Many times folks have said to me that If I can do such a successful business with such moderately-sized gardens under till, why don’t I expand, Valid question . . .to which I offer this story which came my way some time ago and is ready for a re-run . . .
The American investment banker was at the pier of a small coastal Mexican village when a small boat with just one fisherman docked. Inside the small boat were several large yellow fin tuna. The American complimented the Mexican on the quality of his fish and asked how long it took to catch them. The Mexican replied, only a little while. The American then asked why didn’t he stay out longer and catch more fish?
The Mexican said that he had enough to support his family’s immediate needs. The American then asked, “What do you do with the rest of your time?” The fisherman said, “I sleep late, fish a little, play with my children, take siesta with my wife, stroll into the village each evening, where I sip wine and play guitar with my amigos. I have a full and busy life.”
The American scoffed, “I am a Harvard MBA and could help you. You should spend more time fishing and with the proceeds, buy a bigger boat, with the proceeds from the bigger boat you could buy several boats, eventually you would have a fleet of fishing boats. Instead of selling your catch to a middleman you would sell directly to the processor, eventually opening your own cannery. You would control the product processing and distribution. You would need to leave this small coastal fishing village and move to Mexico City, then LA and eventually NYC where you will run your expanding enterprise.”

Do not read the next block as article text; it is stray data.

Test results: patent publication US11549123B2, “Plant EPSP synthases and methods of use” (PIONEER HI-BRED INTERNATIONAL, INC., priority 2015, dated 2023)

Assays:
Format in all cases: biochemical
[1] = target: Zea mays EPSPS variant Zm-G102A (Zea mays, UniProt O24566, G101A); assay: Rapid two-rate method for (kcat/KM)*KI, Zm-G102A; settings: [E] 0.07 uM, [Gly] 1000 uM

The Mexican fisherman asked, “But, how long will this take?”
To which the American replied, “15-20 years.”
“But, what then?”
The American laughed and said, “That’s the best part. When the time is right you would sell your company stock to the public and become very rich, you would make millions!”
“Millions . . . Then what?”
The American said, “Then you would retire. Move to a small coastal fishing village, where you would sleep late, fish a little, play with your kids, take siesta with your wife, stroll into the village in the evenings where you could sip wine and play guitar with your amigos.”
While I may not get to sleep very late–I do greatly enjoy this lifestyle and meaningful work I do here on the farm and in our community. It seems like worthy work. Each and every one of us needs to remember to play more with our kids, take more siestas, and sip good wine and make more music with our friends.